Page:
However, The chart is given in Sv. Sv takes into account that some radiation is more harmful than others. So, the biological effects from 1 mSv should be the same whether it came from an alpha emmiter or a beta emmiter.
Again, some radionuclides concentrate in parts of the body (others are eliminated quickly - see effective halflife which combines radiological halflife and biological halflife). So, how can we know how many mSv we might get from ingesting one isotope or another? You want to look at commited dose. This is a calculation of how much dose (mSv) you recieve from ingesting some radioisotope. You then use that figure, in mSv, to compare against the chart on xkcd. What you might be interested in is ALI (annual limit on intake). This will give you an amount of a radionuclide (measured in activity or mass) that, if ingested, will give you the highest allowable dose (measured in mSv).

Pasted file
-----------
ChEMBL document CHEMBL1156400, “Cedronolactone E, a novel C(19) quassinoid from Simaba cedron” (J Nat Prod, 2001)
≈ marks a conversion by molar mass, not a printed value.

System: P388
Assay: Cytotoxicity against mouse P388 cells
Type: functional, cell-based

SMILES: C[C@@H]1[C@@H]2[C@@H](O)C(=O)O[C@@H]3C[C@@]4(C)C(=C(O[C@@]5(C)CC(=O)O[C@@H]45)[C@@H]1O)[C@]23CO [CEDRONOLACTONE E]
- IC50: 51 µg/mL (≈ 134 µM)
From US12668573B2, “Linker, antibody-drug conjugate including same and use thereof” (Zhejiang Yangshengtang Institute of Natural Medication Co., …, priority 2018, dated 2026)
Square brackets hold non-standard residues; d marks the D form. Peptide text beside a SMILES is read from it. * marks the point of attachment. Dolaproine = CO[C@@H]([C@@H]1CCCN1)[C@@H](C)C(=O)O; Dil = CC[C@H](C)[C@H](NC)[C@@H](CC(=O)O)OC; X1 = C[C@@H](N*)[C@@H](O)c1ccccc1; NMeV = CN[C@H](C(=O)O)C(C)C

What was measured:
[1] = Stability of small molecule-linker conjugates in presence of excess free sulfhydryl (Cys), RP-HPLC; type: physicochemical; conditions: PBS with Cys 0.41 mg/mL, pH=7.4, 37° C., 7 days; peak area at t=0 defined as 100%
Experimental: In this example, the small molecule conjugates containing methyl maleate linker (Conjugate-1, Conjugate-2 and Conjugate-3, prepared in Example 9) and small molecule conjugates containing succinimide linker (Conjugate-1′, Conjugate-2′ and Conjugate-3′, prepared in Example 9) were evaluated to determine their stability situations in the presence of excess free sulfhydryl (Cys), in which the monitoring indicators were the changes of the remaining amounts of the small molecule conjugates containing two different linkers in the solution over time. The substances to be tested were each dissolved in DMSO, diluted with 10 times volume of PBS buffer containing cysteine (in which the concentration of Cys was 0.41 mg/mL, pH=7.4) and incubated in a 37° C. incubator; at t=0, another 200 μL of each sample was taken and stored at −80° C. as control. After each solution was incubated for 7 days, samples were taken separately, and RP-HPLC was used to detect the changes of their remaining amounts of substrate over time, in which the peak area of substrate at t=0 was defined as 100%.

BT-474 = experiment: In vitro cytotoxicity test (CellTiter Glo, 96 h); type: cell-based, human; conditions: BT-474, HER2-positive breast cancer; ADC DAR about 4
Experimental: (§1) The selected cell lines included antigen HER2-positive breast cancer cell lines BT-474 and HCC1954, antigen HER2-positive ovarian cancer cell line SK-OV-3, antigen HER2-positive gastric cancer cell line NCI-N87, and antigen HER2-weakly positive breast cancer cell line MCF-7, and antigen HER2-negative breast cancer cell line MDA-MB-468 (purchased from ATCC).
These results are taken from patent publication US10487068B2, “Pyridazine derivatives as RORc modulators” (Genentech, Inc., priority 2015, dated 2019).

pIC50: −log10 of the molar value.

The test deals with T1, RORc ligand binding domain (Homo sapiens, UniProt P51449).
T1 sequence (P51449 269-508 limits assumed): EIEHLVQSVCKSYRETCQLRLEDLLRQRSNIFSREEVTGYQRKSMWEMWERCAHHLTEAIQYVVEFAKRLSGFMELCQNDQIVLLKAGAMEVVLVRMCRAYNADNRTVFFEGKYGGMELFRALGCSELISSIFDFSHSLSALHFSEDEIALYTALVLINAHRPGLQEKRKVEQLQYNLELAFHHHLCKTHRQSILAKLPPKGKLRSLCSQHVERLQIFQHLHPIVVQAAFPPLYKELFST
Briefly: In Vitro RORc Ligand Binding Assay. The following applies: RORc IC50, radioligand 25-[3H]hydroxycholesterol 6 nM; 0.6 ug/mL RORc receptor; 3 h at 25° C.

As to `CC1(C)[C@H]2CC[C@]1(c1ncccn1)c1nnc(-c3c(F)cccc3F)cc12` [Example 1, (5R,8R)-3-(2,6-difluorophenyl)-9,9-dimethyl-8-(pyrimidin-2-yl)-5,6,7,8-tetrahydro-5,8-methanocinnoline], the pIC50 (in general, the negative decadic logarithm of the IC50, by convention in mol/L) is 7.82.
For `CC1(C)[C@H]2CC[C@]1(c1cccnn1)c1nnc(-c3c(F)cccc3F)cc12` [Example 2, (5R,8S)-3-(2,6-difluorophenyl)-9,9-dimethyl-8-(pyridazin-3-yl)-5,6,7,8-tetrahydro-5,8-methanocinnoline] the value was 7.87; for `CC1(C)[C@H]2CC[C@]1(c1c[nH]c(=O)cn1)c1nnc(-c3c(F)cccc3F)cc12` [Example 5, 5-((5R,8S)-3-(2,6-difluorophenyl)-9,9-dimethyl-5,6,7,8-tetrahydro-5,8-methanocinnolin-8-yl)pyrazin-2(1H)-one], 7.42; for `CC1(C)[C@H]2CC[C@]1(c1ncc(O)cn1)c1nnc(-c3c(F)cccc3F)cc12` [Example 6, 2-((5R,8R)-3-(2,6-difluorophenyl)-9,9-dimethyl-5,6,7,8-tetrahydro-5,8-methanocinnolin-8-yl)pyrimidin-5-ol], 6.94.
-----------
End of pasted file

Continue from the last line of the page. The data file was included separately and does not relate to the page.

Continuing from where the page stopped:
So, you can compare the damage done by various radioisotopes done to you in various ways if you are comparing them in the right units, mSv. But you couldn't compare them just by giving the amount of substance (without considering what kind of radiation and what in the body was irradiated). But, those calculations can be done, and the answer is given in mSv or mrem. This is why the xkcd chart uses mSv for the units, so that a meaningful comparison can be made.